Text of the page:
Edwin's new film 'Aruna dan Lidahnya' features a star-studded cast, including Nicholas Saputra and Dian Sastrowardoyo. (Photo courtesy of Palari Films)

'Aruna dan Lidahnya': Indonesian Mukbang on the Big Screen


AUGUST 14, 2018

Jakarta. Palari Films launched the official trailer and poster for its upcoming film "Aruna dan Lidahnya," or "The Birdwoman's Palate," in a restaurant in South Jakarta on Thursday (09/08). The event featured most of the film's star-studded cast, including Dian Sastrowardoyo and Nicholas Saputra.

Aruna is unique because not many Indonesian films are centered around food (though 2014's "Tabula Rasa," about a Papuan boy working in a Padang restaurant in Jakarta, comes to mind).

Food is usually just a supporting actor in mundane dinner table scenes, but this time, it's the main actor.

The trailer gives hints of comedy and drama, with many zoomed-in cooking and eating scenes you see every day. Ladling a steaming bowl of oxtail soup? Check. Making sambals with mortar and pestle? Check.


The dream cast – that also include former rapper Oka Antara and Hannah Al Rashid – are all foodies.

However, eating in front of the camera isn’t as easy as you think.

"I looked like a hot mess," Hannah said, describing how she would always attack the meals she had to eat in the film with unrestrained vigor.

Her co-star Dian, meanwhile, always managed to look elegant.

"She knows her good angles, to make whatever she does look good on the screen. I can’t copy that," Hannah said.

The men, on the other hand, had no problem munching their way through the film.

"I just emptied my stomach and ate," Nicholas said.

Mukbang on the Big Screen 

Popularized by South Korean vloggers, mukbang is the art of eating massive amounts of food in front of a camera. In live mukbang, thousands of viewers would sign in to watch vloggers eat their food – slurping, burping, licking their lips.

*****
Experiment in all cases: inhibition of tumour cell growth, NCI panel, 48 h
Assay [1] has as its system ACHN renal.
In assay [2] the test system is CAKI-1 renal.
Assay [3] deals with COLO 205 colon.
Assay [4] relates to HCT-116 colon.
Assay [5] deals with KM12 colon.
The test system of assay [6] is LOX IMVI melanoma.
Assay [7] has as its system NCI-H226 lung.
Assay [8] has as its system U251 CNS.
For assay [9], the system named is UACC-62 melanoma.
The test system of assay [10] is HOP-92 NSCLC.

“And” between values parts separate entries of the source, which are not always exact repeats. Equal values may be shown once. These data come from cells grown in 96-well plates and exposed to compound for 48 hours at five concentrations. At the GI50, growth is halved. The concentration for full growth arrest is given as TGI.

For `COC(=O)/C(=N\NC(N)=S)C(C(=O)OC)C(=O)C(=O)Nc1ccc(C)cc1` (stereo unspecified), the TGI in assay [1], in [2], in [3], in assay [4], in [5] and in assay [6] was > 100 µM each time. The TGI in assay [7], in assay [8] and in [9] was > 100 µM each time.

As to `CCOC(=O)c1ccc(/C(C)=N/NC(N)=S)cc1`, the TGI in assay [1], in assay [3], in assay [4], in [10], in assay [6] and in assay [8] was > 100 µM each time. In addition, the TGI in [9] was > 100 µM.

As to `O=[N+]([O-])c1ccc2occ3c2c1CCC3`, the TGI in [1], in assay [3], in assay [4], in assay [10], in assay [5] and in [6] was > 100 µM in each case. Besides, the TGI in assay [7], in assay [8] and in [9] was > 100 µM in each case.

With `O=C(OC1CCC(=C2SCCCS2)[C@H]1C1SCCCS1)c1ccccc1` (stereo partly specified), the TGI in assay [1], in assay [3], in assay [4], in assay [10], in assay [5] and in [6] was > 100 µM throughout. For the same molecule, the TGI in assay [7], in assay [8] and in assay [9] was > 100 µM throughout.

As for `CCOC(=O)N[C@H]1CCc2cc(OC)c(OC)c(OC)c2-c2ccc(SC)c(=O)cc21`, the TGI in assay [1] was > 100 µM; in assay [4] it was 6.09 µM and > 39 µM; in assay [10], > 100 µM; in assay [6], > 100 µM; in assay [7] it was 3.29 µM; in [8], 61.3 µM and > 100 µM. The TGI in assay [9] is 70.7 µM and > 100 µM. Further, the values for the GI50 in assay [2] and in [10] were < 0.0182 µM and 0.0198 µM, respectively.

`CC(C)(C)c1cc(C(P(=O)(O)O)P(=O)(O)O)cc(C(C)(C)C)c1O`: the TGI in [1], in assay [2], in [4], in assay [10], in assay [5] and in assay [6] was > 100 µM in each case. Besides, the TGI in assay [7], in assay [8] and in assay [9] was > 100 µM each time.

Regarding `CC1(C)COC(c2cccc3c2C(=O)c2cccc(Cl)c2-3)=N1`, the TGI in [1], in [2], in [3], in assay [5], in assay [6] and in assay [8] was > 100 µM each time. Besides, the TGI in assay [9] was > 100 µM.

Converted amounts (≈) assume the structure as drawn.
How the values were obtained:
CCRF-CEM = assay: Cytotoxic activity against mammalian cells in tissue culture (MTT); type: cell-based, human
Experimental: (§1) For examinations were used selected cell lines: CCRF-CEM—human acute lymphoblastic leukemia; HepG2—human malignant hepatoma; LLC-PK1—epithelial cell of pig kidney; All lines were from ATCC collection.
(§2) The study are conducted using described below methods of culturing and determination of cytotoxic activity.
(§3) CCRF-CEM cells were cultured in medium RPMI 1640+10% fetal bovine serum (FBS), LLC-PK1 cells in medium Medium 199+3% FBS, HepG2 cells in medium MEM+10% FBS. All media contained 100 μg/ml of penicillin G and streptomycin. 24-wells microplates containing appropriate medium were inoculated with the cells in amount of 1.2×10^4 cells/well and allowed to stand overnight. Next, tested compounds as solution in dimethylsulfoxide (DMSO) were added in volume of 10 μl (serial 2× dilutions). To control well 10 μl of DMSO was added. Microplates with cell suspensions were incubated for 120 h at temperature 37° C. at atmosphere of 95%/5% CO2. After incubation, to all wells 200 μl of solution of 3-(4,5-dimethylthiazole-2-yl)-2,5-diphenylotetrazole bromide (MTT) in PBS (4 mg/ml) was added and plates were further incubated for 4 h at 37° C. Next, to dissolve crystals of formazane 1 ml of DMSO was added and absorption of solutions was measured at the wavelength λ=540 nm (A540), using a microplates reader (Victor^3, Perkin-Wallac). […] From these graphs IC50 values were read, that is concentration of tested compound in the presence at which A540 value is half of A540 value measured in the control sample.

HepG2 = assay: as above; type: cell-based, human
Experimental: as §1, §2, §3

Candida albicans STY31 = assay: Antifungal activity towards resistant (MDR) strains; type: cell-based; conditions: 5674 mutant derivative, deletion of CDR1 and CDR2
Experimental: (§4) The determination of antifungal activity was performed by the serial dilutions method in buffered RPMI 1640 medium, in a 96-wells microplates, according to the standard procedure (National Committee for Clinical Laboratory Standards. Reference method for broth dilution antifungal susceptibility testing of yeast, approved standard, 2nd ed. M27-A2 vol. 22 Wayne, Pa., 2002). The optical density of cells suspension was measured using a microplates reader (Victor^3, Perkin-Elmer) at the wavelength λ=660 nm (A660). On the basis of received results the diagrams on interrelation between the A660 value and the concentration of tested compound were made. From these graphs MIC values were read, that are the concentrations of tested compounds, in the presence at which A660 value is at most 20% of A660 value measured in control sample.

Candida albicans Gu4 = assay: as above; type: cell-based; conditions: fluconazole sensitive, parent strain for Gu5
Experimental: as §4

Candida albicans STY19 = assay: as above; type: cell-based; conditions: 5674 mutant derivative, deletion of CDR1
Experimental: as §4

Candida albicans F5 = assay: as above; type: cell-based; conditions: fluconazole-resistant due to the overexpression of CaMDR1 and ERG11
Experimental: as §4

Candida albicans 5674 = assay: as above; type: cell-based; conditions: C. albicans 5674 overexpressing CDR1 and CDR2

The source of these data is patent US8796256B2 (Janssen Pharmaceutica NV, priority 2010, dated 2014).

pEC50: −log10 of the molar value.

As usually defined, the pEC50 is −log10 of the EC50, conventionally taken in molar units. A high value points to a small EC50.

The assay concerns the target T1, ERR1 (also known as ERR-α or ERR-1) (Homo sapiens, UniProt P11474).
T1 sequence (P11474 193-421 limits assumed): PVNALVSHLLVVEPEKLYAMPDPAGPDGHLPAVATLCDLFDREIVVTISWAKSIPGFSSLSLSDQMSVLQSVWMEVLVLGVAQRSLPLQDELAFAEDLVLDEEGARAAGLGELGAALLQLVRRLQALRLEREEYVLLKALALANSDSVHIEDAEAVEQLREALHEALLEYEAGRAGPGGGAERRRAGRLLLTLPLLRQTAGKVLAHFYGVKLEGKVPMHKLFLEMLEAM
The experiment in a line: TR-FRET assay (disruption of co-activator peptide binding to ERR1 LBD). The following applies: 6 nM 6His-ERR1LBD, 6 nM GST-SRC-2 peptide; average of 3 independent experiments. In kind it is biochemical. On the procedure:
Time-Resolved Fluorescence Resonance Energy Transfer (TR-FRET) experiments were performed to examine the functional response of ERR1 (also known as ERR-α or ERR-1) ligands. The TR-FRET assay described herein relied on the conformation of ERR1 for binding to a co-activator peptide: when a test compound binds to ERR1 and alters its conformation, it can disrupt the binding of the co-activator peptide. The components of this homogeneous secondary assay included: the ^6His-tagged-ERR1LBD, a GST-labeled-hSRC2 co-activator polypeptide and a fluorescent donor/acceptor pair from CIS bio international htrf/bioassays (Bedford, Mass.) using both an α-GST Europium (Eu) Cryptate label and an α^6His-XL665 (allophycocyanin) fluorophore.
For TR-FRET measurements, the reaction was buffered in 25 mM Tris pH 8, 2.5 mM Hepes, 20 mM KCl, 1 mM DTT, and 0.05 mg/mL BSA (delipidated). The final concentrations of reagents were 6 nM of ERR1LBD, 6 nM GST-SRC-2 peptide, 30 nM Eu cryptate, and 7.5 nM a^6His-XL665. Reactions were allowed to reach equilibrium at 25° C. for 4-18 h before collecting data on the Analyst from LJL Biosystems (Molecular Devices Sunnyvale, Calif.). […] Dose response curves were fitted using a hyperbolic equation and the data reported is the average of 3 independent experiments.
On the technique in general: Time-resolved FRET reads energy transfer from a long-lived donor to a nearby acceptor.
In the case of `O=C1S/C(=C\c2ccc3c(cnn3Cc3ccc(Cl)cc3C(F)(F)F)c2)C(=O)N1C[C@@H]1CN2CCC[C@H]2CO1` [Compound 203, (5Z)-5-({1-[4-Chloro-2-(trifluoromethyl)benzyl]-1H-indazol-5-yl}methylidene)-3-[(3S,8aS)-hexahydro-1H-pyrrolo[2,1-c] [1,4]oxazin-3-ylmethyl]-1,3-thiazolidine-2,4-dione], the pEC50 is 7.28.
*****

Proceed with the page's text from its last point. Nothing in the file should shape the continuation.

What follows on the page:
One of the teasers featured the main character Aruna, played by Dian, slurping her way through a bowl of noodles.

"You have to find a way to be able to deliver your lines while you're eating. Make sure there's no food in your mouth when it's your turn to speak, or you'll choke," Dian said.

"One minute in this film means four cups of noodles. If you watch other films, the characters would eat small bites or they're filmed as if they've just finished eating. In this film, we actually have to finish off each plate," Nicholas said.

Unique Local Dishes

Director Edwin and scriptwriter Titien Wattimena tried their best to include all the restaurants mentioned in Laksmi Pamuntjak's novel of the same name, from which the film is adapted.

Filming took six weeks in five cities across Indonesia: Jakarta, Surabaya, Pamekasan (Madura), Pontianak and Singkawang.

"We couldn't find some of the restaurants on Go-Food, or even on Google Maps. They're so authentic they're not even on the internet," Oka – who plays Aruna's anti-foodie friend Farish – said.

Oka said he was left in awe at all the amazing dishes that he found while filming the movie.

"There's this amazing clam soup called lorjuk from Madura, it's like a cross between soto and tom yum, with bamboo clams," Oka said.

An actual foodie in real life, after shooting the film Oka said he's now more determined than ever to find – and eat – more local dishes from all over Indonesia.

Aruna dan Lidahnya is set to hit theaters on Sept. 27.